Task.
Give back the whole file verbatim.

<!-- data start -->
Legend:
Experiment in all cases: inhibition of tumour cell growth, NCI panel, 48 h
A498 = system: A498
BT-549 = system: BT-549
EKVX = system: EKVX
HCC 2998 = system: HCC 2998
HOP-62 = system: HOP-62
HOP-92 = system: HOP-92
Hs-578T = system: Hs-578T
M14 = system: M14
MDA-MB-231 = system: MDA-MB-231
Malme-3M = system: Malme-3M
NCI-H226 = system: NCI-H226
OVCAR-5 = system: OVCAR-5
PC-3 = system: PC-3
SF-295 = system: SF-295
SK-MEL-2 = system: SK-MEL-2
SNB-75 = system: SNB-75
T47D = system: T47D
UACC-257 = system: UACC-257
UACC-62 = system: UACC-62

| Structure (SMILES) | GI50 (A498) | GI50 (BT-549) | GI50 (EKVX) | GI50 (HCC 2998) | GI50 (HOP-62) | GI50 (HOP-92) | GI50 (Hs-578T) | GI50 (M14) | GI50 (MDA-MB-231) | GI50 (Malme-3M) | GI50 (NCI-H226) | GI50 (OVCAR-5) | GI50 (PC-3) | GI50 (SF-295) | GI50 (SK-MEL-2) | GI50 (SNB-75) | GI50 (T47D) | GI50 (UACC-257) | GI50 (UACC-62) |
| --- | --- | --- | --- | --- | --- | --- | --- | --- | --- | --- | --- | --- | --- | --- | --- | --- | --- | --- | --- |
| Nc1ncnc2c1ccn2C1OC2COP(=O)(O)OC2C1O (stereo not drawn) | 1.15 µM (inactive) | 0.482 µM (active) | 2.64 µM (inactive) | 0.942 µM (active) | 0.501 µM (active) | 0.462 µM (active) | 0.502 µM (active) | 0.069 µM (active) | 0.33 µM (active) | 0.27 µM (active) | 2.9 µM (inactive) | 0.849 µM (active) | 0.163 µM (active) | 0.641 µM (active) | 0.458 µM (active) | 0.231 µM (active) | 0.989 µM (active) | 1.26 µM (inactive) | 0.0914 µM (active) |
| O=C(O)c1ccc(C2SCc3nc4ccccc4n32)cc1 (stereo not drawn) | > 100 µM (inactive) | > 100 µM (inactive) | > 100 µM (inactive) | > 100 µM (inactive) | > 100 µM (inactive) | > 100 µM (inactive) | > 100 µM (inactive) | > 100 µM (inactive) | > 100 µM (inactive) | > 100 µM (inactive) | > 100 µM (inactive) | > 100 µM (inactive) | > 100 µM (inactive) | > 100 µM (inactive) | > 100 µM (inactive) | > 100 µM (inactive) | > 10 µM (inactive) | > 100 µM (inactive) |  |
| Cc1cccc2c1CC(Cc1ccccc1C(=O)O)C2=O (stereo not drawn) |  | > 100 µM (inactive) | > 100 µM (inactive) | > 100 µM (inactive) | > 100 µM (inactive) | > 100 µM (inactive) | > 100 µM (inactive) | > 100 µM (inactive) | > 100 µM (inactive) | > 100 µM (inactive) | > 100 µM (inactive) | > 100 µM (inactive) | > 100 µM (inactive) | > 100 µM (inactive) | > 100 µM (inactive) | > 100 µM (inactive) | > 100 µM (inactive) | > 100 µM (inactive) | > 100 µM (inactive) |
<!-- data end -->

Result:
Legend:
Experiment in all cases: inhibition of tumour cell growth, NCI panel, 48 h
A498 = system: A498
BT-549 = system: BT-549
EKVX = system: EKVX
HCC 2998 = system: HCC 2998
HOP-62 = system: HOP-62
HOP-92 = system: HOP-92
Hs-578T = system: Hs-578T
M14 = system: M14
MDA-MB-231 = system: MDA-MB-231
Malme-3M = system: Malme-3M
NCI-H226 = system: NCI-H226
OVCAR-5 = system: OVCAR-5
PC-3 = system: PC-3
SF-295 = system: SF-295
SK-MEL-2 = system: SK-MEL-2
SNB-75 = system: SNB-75
T47D = system: T47D
UACC-257 = system: UACC-257
UACC-62 = system: UACC-62

| Structure (SMILES) | GI50 (A498) | GI50 (BT-549) | GI50 (EKVX) | GI50 (HCC 2998) | GI50 (HOP-62) | GI50 (HOP-92) | GI50 (Hs-578T) | GI50 (M14) | GI50 (MDA-MB-231) | GI50 (Malme-3M) | GI50 (NCI-H226) | GI50 (OVCAR-5) | GI50 (PC-3) | GI50 (SF-295) | GI50 (SK-MEL-2) | GI50 (SNB-75) | GI50 (T47D) | GI50 (UACC-257) | GI50 (UACC-62) |
| --- | --- | --- | --- | --- | --- | --- | --- | --- | --- | --- | --- | --- | --- | --- | --- | --- | --- | --- | --- |
| Nc1ncnc2c1ccn2C1OC2COP(=O)(O)OC2C1O (stereo not drawn) | 1.15 µM (inactive) | 0.482 µM (active) | 2.64 µM (inactive) | 0.942 µM (active) | 0.501 µM (active) | 0.462 µM (active) | 0.502 µM (active) | 0.069 µM (active) | 0.33 µM (active) | 0.27 µM (active) | 2.9 µM (inactive) | 0.849 µM (active) | 0.163 µM (active) | 0.641 µM (active) | 0.458 µM (active) | 0.231 µM (active) | 0.989 µM (active) | 1.26 µM (inactive) | 0.0914 µM (active) |
| O=C(O)c1ccc(C2SCc3nc4ccccc4n32)cc1 (stereo not drawn) | > 100 µM (inactive) | > 100 µM (inactive) | > 100 µM (inactive) | > 100 µM (inactive) | > 100 µM (inactive) | > 100 µM (inactive) | > 100 µM (inactive) | > 100 µM (inactive) | > 100 µM (inactive) | > 100 µM (inactive) | > 100 µM (inactive) | > 100 µM (inactive) | > 100 µM (inactive) | > 100 µM (inactive) | > 100 µM (inactive) | > 100 µM (inactive) | > 10 µM (inactive) | > 100 µM (inactive) |  |
| Cc1cccc2c1CC(Cc1ccccc1C(=O)O)C2=O (stereo not drawn) |  | > 100 µM (inactive) | > 100 µM (inactive) | > 100 µM (inactive) | > 100 µM (inactive) | > 100 µM (inactive) | > 100 µM (inactive) | > 100 µM (inactive) | > 100 µM (inactive) | > 100 µM (inactive) | > 100 µM (inactive) | > 100 µM (inactive) | > 100 µM (inactive) | > 100 µM (inactive) | > 100 µM (inactive) | > 100 µM (inactive) | > 100 µM (inactive) | > 100 µM (inactive) | > 100 µM (inactive) |